On 17 July 2014, the Parliament passed the Clean Energy Legislation (Carbon Tax Repeal) Bill 2014.
Not only will this new legislation repeal the carbon tax instated by the previous government, but it will also provide the Australian Competition and Consumer Commission (ACCC) with new enforcement powers.
What are the new powers of the ACCC?
The ACCC will now be monitoring businesses that supply regulated goods, to ensure that all cost savings resulting from the carbon tax repeal are passed through to consumers.
Businesses that supply regulated goods will be prohibited from making false and misleading statements in relation to the carbon tax repeal and the consequent effect on the price for goods and services.
What are regulated goods?
Businesses that supply regulated goods, are businesses supplying electricity, natural gas, synthetic greenhouse gases (typically refrigerant gases) or synthetic greenhouse gas equipment (such as refrigerators and air-conditioners).
These businesses will be required to ensure that all cost savings attributable to the carbon tax repeal are passed to consumers.
What penalties may be imposed by the ACCC?
If a supplier of regulated goods fails to pass through all cost savings from the carbon tax repeal to consumers that business will face significant penalties.
The ACCC can impose a penalty of up to:
- $1.1 million per contravention for corporations breaching the new law; and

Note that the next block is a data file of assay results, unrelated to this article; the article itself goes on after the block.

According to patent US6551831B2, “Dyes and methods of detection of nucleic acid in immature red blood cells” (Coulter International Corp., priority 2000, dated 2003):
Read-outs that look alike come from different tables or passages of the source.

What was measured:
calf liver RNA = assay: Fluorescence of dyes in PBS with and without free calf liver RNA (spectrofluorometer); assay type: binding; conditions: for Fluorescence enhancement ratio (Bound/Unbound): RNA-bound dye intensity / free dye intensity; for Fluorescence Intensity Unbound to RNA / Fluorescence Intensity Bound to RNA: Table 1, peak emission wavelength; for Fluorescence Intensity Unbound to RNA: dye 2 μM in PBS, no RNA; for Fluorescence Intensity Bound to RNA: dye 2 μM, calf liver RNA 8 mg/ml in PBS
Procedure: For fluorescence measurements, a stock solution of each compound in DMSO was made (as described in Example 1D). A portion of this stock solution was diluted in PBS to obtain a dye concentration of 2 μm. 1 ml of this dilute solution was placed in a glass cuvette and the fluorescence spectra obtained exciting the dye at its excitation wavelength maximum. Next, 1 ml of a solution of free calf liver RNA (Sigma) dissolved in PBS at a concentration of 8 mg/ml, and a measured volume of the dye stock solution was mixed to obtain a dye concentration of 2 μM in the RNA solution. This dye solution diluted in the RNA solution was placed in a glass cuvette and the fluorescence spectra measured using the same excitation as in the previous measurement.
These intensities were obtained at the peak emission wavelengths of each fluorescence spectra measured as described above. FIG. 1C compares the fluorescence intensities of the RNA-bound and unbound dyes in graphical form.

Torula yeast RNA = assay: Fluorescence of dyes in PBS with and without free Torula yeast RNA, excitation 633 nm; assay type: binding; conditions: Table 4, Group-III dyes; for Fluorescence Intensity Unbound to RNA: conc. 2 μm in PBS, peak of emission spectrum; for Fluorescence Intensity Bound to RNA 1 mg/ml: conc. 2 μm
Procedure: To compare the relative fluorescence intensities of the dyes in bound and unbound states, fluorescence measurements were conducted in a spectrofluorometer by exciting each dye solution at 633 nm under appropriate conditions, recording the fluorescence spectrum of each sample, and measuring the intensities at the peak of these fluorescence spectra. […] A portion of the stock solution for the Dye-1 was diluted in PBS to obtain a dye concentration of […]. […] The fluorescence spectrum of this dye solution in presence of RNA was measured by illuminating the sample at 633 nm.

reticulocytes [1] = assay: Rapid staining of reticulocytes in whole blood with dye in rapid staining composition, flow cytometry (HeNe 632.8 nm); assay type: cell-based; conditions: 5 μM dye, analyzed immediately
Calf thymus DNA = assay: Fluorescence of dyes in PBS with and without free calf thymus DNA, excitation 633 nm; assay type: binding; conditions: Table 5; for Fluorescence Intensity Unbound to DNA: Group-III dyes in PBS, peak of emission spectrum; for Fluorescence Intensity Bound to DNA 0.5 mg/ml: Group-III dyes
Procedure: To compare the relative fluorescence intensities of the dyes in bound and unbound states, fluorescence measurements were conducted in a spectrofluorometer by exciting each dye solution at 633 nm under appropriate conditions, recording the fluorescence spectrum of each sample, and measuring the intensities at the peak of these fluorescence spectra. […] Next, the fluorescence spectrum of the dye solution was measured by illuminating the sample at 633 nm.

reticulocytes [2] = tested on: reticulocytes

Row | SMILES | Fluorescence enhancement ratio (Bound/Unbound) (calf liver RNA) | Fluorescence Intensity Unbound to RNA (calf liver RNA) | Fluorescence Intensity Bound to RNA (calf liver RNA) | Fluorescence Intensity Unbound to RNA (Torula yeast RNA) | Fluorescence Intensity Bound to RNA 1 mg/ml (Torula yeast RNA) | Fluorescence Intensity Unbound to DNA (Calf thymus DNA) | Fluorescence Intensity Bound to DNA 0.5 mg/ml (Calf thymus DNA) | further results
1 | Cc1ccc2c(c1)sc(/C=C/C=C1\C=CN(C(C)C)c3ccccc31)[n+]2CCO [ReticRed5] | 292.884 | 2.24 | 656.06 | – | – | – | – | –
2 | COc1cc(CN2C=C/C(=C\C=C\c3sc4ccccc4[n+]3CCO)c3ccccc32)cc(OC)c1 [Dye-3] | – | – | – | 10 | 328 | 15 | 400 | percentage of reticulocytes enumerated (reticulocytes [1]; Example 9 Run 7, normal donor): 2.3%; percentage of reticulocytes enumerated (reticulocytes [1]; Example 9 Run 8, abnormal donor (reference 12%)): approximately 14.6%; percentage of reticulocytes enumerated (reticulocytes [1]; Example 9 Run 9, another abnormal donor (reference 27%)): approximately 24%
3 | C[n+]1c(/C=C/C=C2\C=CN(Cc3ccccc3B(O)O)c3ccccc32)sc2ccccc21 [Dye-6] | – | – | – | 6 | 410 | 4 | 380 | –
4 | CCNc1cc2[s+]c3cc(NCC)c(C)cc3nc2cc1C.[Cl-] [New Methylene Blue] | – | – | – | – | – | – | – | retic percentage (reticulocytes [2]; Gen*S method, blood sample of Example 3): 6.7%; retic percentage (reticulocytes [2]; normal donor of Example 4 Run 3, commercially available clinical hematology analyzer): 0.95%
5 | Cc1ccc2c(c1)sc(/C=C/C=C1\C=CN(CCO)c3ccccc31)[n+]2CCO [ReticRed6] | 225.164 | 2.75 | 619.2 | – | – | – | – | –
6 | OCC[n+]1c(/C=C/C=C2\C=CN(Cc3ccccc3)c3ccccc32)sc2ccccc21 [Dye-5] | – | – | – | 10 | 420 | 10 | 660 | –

- $220,000 per contravention for an individual.
Other significant powers include an injunction, declaration or compensation order in favour of consumers.
What should you be looking out for now that the carbon tax has been repealed?
If you or your company is conducting business with another business who supplies regulated goods:
- It is important that you review the supplier’s material to make sure there are no misrepresentations on the carbon tax repeal.
- It is important that you review all material in relation to pricing with the supplier. Suppliers are responsible for ensuring that unit pricing is correct, and also that any cost saving made from upstream suppliers are accounted for.
- It is important that you review any contract in place with a supplier for carbon-related costs.
If your business is a supplier of regulated goods, and you have any questions in relation to the tax repeal, please do not hesitate to contact me.
The information provided in this article is for general information and educative purposes in summary form on legal topics which is current at the time it is published. The content does not constitute legal advice or recommendations and should not be relied upon as such. Whilst every care has been taken in the preparation of this article, FC Lawyers cannot accept responsibility for any errors, including those caused by negligence, in the material. We make no representations, statements or warranties about the accuracy or completeness of the information and you should not rely on it. You are advised to make your own independent inquiries regarding the accuracy of any information provided on this website. FC Lawyers does not guarantee, and accepts no legal responsibility whatsoever arising from or in connection to the accuracy, reliability, currency, correctness or completeness of any material contained in this article. Links to third party websites or articles does not constitute any endorsement or approval of those sites or the owners of those sites. Nothing in this article should be construed as granting any licence or right for you to use that content. You should consult the third party’s terms and conditions of use in relation to any third-party content. FC Lawyers disclaims all responsibility and all liability (including liability for negligence) for all expenses, losses, damages and costs you might incur as a result of the information being inaccurate or incomplete in any way. Appropriate legal advice should always be obtained in actual situations.